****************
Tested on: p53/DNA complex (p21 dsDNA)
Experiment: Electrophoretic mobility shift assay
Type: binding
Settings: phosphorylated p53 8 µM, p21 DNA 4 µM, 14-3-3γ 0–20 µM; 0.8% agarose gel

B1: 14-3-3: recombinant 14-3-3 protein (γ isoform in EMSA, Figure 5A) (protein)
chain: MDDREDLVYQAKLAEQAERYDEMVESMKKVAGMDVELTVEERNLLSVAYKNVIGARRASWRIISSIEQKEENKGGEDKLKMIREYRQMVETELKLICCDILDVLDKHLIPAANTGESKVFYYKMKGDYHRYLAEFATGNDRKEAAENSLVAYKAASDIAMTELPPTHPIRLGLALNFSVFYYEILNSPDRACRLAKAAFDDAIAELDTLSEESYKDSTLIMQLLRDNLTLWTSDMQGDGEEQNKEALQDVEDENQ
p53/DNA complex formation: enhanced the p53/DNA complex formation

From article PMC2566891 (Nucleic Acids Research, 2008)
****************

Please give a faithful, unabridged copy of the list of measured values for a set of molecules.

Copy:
Tested on: p53/DNA complex (p21 dsDNA)
Experiment: Electrophoretic mobility shift assay
Type: binding
Settings: phosphorylated p53 8 µM, p21 DNA 4 µM, 14-3-3γ 0–20 µM; 0.8% agarose gel

B1: 14-3-3: recombinant 14-3-3 protein (γ isoform in EMSA, Figure 5A) (protein)
chain: MDDREDLVYQAKLAEQAERYDEMVESMKKVAGMDVELTVEERNLLSVAYKNVIGARRASWRIISSIEQKEENKGGEDKLKMIREYRQMVETELKLICCDILDVLDKHLIPAANTGESKVFYYKMKGDYHRYLAEFATGNDRKEAAENSLVAYKAASDIAMTELPPTHPIRLGLALNFSVFYYEILNSPDRACRLAKAAFDDAIAELDTLSEESYKDSTLIMQLLRDNLTLWTSDMQGDGEEQNKEALQDVEDENQ
p53/DNA complex formation: enhanced the p53/DNA complex formation

From article PMC2566891 (Nucleic Acids Research, 2008)